The banking system has learned how to make money in the most elaborate ways over its centuries of existence. Take subprime loans as one example. This complicated financial instrument helped American banks sweep the risks of mortgage loans under the rug in the early 21st century which resulted in unsecured mortgages being issued en masse and eventually a global financial crisis whose effects can still be felt to this day.
The modern banking system is inefficient
The banking system’s inefficiency can be seen in the simplest transactions. If you want to give your friend $5 through a bank where he does not have an account, then you’ll have to pay a commission of $20 to $40. If you send a recipient a million dollars, you’ll have to pay for the bank’s services — between 1 and 5% of the total transfer, or $10,000 to $50,000 if there are no ceilings for fees. The transfer will take several business days.
The banking system also creates fertile ground for abusing their system of accounting, thanks to which banks regularly are stripped of their licenses, and depositors’ money disappears into offshore cesspools.
Yet another problem with banks are their administrative costs. Keeping business records and facilitating transactions mean that banks have to maintain a cumbersome back office, and the large number of employees makes it necessary to have a slew of administrative personnel. Banks also still have a lot of paperwork. All of these expenses are rolled into fees, and that’s why bank services are so expensive.
What’s more is that banks maintain mainframes — an outdated type of server which is where banks’ software runs (which is also usually very old and extremely expensive to maintain). Banks’ IT divisions are one of the most expensive, opaque, and technically complicated lines of business out there.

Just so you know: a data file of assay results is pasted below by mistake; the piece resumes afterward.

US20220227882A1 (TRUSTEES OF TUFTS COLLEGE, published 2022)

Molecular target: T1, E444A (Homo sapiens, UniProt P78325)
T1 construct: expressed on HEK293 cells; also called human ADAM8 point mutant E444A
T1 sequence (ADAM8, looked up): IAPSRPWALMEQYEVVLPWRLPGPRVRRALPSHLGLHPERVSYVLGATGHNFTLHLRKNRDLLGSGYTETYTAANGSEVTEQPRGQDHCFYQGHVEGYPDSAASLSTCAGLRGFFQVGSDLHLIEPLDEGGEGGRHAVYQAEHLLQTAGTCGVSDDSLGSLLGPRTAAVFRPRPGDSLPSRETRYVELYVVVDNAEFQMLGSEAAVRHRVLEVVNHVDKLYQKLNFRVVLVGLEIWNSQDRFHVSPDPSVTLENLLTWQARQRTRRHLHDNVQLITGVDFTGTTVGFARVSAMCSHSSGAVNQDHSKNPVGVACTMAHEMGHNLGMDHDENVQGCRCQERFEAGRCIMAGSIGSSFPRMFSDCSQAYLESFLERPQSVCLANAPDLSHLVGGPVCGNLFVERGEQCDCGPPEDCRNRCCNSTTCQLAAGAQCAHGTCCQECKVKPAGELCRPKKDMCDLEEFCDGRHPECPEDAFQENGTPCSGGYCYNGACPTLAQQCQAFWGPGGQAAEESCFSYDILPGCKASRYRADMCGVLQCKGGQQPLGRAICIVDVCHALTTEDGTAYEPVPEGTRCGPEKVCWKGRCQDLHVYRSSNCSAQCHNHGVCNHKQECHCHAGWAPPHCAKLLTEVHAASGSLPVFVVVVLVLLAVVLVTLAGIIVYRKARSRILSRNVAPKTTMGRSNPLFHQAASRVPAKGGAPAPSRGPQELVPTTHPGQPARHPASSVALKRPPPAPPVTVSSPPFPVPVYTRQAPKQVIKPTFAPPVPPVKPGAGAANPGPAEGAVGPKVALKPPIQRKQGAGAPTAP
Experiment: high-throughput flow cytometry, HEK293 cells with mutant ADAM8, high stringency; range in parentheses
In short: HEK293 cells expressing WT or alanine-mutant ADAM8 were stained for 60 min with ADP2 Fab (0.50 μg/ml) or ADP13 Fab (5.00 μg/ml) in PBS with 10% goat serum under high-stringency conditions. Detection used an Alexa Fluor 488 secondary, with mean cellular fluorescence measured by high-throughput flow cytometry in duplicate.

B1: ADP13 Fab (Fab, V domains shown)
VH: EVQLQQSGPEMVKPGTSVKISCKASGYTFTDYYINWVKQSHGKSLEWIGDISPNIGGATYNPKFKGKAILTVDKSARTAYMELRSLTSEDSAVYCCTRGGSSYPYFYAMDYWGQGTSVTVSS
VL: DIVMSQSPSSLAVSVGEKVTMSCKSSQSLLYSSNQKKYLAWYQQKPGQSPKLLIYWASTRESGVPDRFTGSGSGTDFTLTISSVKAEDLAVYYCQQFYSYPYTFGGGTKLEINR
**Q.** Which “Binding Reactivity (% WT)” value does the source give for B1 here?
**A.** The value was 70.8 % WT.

Neither is the international system of bank transfers a shining example of perfection. The SWIFT network has been hacked several times over the last several years. One of the largest hacker attacks on SWIFT took place in Bangladesh in 2016, in which over 80 million dollars were stolen from their Central Bank.
In spite of all of these drawbacks, there has simply been no alternative to banks until recent times. And the situation changed with the advent of blockchain technology.
Financial operations using blockchain technology can be affordable and inexpensive
Cryptocurrency platforms enable users to transfer any sums — from $0.01 up to billions of dollars — almost instantly and very inexpensively, with the commission independent of how much the transaction is. On April 19th, 2018, Litecoin’s network conducted a transaction worth 700,000 litecoins (around $100 million at the current exchange rate) which took only 2.5 minutes and cost $0.40. This was made possible thanks to blockchain technology, which underpins cryptocurrencies. Transferring $5 or $1 million dollars on the blockchain takes only several minutes and costs only several cents.
Moreover, blockchain is totally transparent. As soon as you send money through the blockchain system, you can see the payment’s status at any moment. You don’t need to call a bank hotline and sit on the phone waiting for an answer. Cryptocurrency wallets are usually anonymous, but if you know the ID number of the wallet you need, you can track the money transfer to or from it.